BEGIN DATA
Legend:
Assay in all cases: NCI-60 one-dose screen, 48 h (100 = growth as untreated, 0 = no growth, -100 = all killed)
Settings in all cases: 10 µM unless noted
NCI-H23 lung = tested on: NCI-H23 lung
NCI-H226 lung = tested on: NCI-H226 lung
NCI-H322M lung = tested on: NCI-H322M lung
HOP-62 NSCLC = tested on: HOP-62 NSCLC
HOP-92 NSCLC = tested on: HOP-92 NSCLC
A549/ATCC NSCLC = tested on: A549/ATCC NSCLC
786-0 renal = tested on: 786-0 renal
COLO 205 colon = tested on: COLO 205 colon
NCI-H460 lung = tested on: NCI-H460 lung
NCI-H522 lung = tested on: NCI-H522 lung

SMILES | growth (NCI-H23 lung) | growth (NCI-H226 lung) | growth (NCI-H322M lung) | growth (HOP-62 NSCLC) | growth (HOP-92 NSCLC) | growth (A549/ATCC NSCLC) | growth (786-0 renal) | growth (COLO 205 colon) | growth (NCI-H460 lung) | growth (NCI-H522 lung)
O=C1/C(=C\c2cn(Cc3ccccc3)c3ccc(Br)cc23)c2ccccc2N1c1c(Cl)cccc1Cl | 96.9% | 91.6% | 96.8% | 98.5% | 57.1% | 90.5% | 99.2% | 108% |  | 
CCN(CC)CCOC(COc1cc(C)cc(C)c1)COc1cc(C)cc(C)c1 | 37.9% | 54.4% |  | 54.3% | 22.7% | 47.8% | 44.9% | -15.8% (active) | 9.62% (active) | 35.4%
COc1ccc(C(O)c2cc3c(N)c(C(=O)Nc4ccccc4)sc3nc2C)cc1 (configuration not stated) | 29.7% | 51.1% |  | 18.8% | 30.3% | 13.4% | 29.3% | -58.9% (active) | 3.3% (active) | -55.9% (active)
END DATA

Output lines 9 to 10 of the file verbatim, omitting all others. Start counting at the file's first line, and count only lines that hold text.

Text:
A549/ATCC NSCLC = tested on: A549/ATCC NSCLC
786-0 renal = tested on: 786-0 renal